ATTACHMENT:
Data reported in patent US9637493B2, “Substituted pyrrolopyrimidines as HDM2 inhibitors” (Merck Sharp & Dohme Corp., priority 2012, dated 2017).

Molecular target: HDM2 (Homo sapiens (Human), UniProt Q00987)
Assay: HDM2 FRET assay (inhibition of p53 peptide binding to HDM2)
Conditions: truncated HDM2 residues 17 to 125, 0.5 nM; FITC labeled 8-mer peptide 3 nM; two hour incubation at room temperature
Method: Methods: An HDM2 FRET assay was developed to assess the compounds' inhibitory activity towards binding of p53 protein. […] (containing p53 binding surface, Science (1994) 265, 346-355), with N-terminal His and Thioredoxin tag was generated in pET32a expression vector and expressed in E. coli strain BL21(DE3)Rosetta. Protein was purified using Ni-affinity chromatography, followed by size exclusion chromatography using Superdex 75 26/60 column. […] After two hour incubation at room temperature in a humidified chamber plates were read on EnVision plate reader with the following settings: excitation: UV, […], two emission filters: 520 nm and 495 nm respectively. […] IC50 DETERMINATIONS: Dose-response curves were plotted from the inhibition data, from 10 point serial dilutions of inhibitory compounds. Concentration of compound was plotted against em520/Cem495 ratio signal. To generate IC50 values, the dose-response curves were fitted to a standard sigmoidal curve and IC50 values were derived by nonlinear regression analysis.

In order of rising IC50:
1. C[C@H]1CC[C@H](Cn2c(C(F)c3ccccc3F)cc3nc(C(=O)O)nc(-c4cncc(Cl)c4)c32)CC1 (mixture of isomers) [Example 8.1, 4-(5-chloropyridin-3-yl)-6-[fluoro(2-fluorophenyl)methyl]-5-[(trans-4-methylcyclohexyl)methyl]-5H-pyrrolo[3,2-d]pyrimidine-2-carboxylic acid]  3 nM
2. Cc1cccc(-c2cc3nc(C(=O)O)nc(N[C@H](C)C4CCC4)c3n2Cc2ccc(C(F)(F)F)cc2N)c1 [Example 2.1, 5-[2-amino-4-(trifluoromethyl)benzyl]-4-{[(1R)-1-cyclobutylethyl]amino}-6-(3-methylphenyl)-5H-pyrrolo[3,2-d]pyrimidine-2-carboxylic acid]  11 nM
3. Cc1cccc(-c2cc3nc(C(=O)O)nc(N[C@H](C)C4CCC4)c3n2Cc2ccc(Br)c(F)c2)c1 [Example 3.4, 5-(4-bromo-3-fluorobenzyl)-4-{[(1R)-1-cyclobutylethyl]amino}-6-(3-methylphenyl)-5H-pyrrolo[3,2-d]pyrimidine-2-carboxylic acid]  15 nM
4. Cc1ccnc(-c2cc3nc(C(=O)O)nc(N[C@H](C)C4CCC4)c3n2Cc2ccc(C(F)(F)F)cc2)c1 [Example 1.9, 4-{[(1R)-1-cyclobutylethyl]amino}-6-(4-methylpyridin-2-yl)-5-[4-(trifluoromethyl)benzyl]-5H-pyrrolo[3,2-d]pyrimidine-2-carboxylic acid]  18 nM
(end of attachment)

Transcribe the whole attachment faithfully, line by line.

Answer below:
Data reported in patent US9637493B2, “Substituted pyrrolopyrimidines as HDM2 inhibitors” (Merck Sharp & Dohme Corp., priority 2012, dated 2017).

Molecular target: HDM2 (Homo sapiens (Human), UniProt Q00987)
Assay: HDM2 FRET assay (inhibition of p53 peptide binding to HDM2)
Conditions: truncated HDM2 residues 17 to 125, 0.5 nM; FITC labeled 8-mer peptide 3 nM; two hour incubation at room temperature
Method: Methods: An HDM2 FRET assay was developed to assess the compounds' inhibitory activity towards binding of p53 protein. […] (containing p53 binding surface, Science (1994) 265, 346-355), with N-terminal His and Thioredoxin tag was generated in pET32a expression vector and expressed in E. coli strain BL21(DE3)Rosetta. Protein was purified using Ni-affinity chromatography, followed by size exclusion chromatography using Superdex 75 26/60 column. […] After two hour incubation at room temperature in a humidified chamber plates were read on EnVision plate reader with the following settings: excitation: UV, […], two emission filters: 520 nm and 495 nm respectively. […] IC50 DETERMINATIONS: Dose-response curves were plotted from the inhibition data, from 10 point serial dilutions of inhibitory compounds. Concentration of compound was plotted against em520/Cem495 ratio signal. To generate IC50 values, the dose-response curves were fitted to a standard sigmoidal curve and IC50 values were derived by nonlinear regression analysis.

In order of rising IC50:
1. C[C@H]1CC[C@H](Cn2c(C(F)c3ccccc3F)cc3nc(C(=O)O)nc(-c4cncc(Cl)c4)c32)CC1 (mixture of isomers) [Example 8.1, 4-(5-chloropyridin-3-yl)-6-[fluoro(2-fluorophenyl)methyl]-5-[(trans-4-methylcyclohexyl)methyl]-5H-pyrrolo[3,2-d]pyrimidine-2-carboxylic acid]  3 nM
2. Cc1cccc(-c2cc3nc(C(=O)O)nc(N[C@H](C)C4CCC4)c3n2Cc2ccc(C(F)(F)F)cc2N)c1 [Example 2.1, 5-[2-amino-4-(trifluoromethyl)benzyl]-4-{[(1R)-1-cyclobutylethyl]amino}-6-(3-methylphenyl)-5H-pyrrolo[3,2-d]pyrimidine-2-carboxylic acid]  11 nM
3. Cc1cccc(-c2cc3nc(C(=O)O)nc(N[C@H](C)C4CCC4)c3n2Cc2ccc(Br)c(F)c2)c1 [Example 3.4, 5-(4-bromo-3-fluorobenzyl)-4-{[(1R)-1-cyclobutylethyl]amino}-6-(3-methylphenyl)-5H-pyrrolo[3,2-d]pyrimidine-2-carboxylic acid]  15 nM
4. Cc1ccnc(-c2cc3nc(C(=O)O)nc(N[C@H](C)C4CCC4)c3n2Cc2ccc(C(F)(F)F)cc2)c1 [Example 1.9, 4-{[(1R)-1-cyclobutylethyl]amino}-6-(4-methylpyridin-2-yl)-5-[4-(trifluoromethyl)benzyl]-5H-pyrrolo[3,2-d]pyrimidine-2-carboxylic acid]  18 nM